What’s In A McDonald’s Chicken Patty? More Than Just Chicken

McChicken Sandwich

I’ve heard all kinds of things about McDonald’s chicken patties and chicken Nuggets. If you don’t haven’t seen it yet here’s a lovely picture of chicken nuggets before they’re patties. Yeah not very appetizing. Here’s what’s in the McChicken Patty.

McChicken® Patty:
Chicken, water, salt, sodium phosphates. Battered and breaded with: bleached wheat flour, water, wheat flour, food starch-modified, salt, spices, wheat gluten, paprika, dextrose, yeast, garlic powder, partially hydrogenated soybean oil and cottonseed oil with mono -and diglycerides, leavening (sodium acid pyrophosphate, baking soda, ammonium bicarbonate, monocalcium phosphate), natural flavor (plant source) with extractives of paprika. Prepared in vegetable oil (Canola oil, corn oil, soybean oil, hydrogenated soybean oil with TBHQ and citric acid added to preserve freshness). Dimethylpolysiloxane added as an antifoaming agent.

I guess the questions now are are you ok with this ingredient list? and what the hell is Dimethylpolysiloxane?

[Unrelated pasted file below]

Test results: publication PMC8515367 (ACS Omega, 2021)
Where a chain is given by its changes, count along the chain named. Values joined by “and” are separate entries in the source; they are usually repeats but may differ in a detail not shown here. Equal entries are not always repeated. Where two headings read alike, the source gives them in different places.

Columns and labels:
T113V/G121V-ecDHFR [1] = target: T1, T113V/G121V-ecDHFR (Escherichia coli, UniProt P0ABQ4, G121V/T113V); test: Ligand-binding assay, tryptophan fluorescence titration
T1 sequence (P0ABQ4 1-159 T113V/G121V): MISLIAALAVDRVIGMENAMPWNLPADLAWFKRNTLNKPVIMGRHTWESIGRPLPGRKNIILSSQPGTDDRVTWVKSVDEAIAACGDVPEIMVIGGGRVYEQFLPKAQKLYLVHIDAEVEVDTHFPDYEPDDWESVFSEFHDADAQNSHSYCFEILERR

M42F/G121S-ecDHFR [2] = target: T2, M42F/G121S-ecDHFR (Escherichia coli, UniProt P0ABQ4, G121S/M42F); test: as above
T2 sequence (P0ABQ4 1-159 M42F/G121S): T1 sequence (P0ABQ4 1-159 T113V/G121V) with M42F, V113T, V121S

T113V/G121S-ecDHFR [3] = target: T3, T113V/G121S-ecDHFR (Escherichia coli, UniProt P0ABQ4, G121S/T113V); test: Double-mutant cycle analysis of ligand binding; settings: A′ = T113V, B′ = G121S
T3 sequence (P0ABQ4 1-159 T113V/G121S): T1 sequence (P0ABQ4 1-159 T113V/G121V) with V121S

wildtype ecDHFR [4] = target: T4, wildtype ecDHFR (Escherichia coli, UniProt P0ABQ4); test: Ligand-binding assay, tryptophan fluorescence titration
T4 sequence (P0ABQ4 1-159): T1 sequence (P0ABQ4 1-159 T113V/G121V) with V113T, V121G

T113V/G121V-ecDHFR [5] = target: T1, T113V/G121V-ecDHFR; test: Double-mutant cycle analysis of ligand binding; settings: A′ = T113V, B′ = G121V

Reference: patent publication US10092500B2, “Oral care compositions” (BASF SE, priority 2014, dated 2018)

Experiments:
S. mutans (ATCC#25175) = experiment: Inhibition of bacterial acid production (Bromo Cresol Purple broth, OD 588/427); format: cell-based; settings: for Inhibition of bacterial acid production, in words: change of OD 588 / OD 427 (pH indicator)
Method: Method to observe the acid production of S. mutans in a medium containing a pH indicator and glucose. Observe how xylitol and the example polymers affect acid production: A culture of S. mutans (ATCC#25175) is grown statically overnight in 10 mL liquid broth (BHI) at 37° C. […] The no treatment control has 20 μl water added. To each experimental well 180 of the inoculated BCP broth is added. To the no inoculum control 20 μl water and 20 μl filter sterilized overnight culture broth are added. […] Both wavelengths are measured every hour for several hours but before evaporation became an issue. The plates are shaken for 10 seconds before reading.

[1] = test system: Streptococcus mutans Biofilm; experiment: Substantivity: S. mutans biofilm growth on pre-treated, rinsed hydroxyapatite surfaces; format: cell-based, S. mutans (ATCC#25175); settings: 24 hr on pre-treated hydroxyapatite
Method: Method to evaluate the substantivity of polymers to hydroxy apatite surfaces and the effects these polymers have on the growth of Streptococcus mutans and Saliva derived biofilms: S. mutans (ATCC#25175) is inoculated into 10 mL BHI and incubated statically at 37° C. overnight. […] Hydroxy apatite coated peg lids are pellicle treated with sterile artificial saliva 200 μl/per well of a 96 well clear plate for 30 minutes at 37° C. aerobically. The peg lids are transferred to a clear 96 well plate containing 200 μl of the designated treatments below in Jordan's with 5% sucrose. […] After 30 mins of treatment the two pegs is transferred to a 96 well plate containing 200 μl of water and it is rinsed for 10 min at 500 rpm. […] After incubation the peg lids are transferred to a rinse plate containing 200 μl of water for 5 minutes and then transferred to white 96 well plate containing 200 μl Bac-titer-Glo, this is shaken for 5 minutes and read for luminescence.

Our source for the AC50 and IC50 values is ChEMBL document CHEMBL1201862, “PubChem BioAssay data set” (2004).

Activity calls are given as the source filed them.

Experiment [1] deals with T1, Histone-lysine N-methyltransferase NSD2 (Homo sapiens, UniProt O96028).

Dimethylpolysiloxane the “antifoaming agent” is a form of silicone used also used in cosmetics and Silly Putty. In shampoos it’s used to make hair silky and shiny. McChicken Patties need an “antifoaming agent” to keep the deep-frying oil from foaming.

Oh and dextrose is sugar. Yeah, there’s sugar all over McDonald’s menu from the Sausage Patty to the Shredded Cheddar/Jack Cheese. So it’s even in the salty foods. I guess there’s no need for desert then right?

Don’t believe me? The ingredient list is information straight from McDonald’s and you can download the pdf list for yourself at nutrition.mcdonalds.com

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2 comments

  1. Johnny Mao

    For more information on the ingredient Dimethylpolysiloxane:
    http://inrfood.com/ingredients/4998
    tl:dr -
    Silicone based anti-foaming agent, keeps the oil from foaming to increase life-span of the oil. Found in several manufactured food products (from candies to sports drinks). Used in making skim milk and in wine fermentation.

    Non-toxic but will irritate the skin and eyes along with being a danger if inhaled or swallowed in its raw form. More research needed to explore potential health risks.

    Created in late 1950s for use in developing medical products.

    Intended for several uses (from food – cosmetics).

  2. Pinky

    Does the anti-foaming agent “burn off” during deep frying? I love these sandwiches but might have to stop eating them because of this product.

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